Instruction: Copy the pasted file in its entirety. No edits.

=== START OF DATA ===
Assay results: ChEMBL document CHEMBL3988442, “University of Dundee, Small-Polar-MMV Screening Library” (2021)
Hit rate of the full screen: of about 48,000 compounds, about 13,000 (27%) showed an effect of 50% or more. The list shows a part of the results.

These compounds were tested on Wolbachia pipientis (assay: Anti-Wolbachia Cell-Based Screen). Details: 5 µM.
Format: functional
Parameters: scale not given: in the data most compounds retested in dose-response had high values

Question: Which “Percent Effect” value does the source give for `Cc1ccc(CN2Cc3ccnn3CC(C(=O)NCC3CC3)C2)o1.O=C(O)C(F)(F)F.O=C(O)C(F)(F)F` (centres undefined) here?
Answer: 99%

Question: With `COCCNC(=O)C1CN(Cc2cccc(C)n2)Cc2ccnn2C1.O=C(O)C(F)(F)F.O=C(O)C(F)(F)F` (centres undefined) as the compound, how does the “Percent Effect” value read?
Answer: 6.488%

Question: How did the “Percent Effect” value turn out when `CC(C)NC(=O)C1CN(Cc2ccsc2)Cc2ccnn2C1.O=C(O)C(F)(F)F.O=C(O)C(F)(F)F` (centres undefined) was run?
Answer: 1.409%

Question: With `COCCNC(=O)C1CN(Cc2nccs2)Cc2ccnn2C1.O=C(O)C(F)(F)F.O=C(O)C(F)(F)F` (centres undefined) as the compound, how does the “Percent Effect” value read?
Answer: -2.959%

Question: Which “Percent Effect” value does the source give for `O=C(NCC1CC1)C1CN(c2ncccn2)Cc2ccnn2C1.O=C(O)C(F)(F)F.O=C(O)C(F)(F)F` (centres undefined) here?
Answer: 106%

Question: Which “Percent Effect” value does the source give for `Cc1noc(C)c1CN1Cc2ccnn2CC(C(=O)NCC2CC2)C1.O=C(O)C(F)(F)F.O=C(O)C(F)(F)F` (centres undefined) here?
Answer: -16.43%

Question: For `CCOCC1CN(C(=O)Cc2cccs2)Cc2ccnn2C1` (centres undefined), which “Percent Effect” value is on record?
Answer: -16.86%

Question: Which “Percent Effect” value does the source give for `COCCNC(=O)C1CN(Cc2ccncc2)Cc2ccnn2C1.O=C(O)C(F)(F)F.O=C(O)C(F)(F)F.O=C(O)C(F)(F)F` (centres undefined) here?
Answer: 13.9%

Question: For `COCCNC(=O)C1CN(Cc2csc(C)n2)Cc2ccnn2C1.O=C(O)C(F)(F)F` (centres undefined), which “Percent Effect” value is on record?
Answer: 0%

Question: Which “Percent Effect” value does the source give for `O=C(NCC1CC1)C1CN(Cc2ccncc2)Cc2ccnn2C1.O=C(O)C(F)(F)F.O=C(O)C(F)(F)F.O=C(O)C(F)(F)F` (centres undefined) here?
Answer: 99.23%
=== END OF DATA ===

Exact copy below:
Assay results: ChEMBL document CHEMBL3988442, “University of Dundee, Small-Polar-MMV Screening Library” (2021)
Hit rate of the full screen: of about 48,000 compounds, about 13,000 (27%) showed an effect of 50% or more. The list shows a part of the results.

These compounds were tested on Wolbachia pipientis (assay: Anti-Wolbachia Cell-Based Screen). Details: 5 µM.
Format: functional
Parameters: scale not given: in the data most compounds retested in dose-response had high values

Question: Which “Percent Effect” value does the source give for `Cc1ccc(CN2Cc3ccnn3CC(C(=O)NCC3CC3)C2)o1.O=C(O)C(F)(F)F.O=C(O)C(F)(F)F` (centres undefined) here?
Answer: 99%

Question: With `COCCNC(=O)C1CN(Cc2cccc(C)n2)Cc2ccnn2C1.O=C(O)C(F)(F)F.O=C(O)C(F)(F)F` (centres undefined) as the compound, how does the “Percent Effect” value read?
Answer: 6.488%

Question: How did the “Percent Effect” value turn out when `CC(C)NC(=O)C1CN(Cc2ccsc2)Cc2ccnn2C1.O=C(O)C(F)(F)F.O=C(O)C(F)(F)F` (centres undefined) was run?
Answer: 1.409%

Question: With `COCCNC(=O)C1CN(Cc2nccs2)Cc2ccnn2C1.O=C(O)C(F)(F)F.O=C(O)C(F)(F)F` (centres undefined) as the compound, how does the “Percent Effect” value read?
Answer: -2.959%

Question: Which “Percent Effect” value does the source give for `O=C(NCC1CC1)C1CN(c2ncccn2)Cc2ccnn2C1.O=C(O)C(F)(F)F.O=C(O)C(F)(F)F` (centres undefined) here?
Answer: 106%

Question: Which “Percent Effect” value does the source give for `Cc1noc(C)c1CN1Cc2ccnn2CC(C(=O)NCC2CC2)C1.O=C(O)C(F)(F)F.O=C(O)C(F)(F)F` (centres undefined) here?
Answer: -16.43%

Question: For `CCOCC1CN(C(=O)Cc2cccs2)Cc2ccnn2C1` (centres undefined), which “Percent Effect” value is on record?
Answer: -16.86%

Question: Which “Percent Effect” value does the source give for `COCCNC(=O)C1CN(Cc2ccncc2)Cc2ccnn2C1.O=C(O)C(F)(F)F.O=C(O)C(F)(F)F.O=C(O)C(F)(F)F` (centres undefined) here?
Answer: 13.9%

Question: For `COCCNC(=O)C1CN(Cc2csc(C)n2)Cc2ccnn2C1.O=C(O)C(F)(F)F` (centres undefined), which “Percent Effect” value is on record?
Answer: 0%

Question: Which “Percent Effect” value does the source give for `O=C(NCC1CC1)C1CN(Cc2ccncc2)Cc2ccnn2C1.O=C(O)C(F)(F)F.O=C(O)C(F)(F)F.O=C(O)C(F)(F)F` (centres undefined) here?
Answer: 99.23%